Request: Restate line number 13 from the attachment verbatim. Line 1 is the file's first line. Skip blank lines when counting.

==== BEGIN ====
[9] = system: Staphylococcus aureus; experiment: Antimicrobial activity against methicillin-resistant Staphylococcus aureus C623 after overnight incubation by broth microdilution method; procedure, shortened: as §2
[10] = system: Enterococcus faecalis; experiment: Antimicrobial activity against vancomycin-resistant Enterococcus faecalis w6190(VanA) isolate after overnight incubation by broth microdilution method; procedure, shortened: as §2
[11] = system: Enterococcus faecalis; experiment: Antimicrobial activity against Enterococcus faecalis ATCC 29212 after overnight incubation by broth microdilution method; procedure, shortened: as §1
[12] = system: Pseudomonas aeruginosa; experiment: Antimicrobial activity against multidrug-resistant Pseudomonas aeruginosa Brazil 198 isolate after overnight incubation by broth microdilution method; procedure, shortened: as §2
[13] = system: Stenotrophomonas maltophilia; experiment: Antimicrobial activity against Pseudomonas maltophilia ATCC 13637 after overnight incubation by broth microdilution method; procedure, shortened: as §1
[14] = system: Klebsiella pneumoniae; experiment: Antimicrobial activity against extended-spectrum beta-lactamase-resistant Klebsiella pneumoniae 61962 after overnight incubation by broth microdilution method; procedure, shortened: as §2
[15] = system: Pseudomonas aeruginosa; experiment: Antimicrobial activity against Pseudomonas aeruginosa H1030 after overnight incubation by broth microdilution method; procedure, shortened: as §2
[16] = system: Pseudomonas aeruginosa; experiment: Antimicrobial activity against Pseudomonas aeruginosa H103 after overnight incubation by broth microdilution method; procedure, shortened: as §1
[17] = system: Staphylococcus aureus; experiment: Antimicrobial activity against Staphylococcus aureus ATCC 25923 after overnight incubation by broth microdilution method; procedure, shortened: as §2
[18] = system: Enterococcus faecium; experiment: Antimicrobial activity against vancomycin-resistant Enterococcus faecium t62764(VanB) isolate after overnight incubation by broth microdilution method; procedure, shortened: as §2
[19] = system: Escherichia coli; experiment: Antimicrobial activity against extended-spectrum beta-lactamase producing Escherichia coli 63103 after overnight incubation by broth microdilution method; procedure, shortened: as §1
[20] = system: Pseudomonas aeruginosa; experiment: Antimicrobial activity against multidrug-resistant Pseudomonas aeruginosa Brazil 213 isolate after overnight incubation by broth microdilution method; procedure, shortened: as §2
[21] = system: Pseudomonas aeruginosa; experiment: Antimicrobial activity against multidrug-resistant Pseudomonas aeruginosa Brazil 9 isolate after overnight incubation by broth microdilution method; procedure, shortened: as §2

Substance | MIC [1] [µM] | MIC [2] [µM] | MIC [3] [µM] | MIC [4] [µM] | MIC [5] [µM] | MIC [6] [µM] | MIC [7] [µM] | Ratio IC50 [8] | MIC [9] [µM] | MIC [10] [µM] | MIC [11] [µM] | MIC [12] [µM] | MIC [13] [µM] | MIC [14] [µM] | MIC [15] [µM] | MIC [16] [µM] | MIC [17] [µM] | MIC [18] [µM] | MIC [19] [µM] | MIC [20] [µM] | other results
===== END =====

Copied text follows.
[21] = system: Pseudomonas aeruginosa; experiment: Antimicrobial activity against multidrug-resistant Pseudomonas aeruginosa Brazil 9 isolate after overnight incubation by broth microdilution method; procedure, shortened: as §2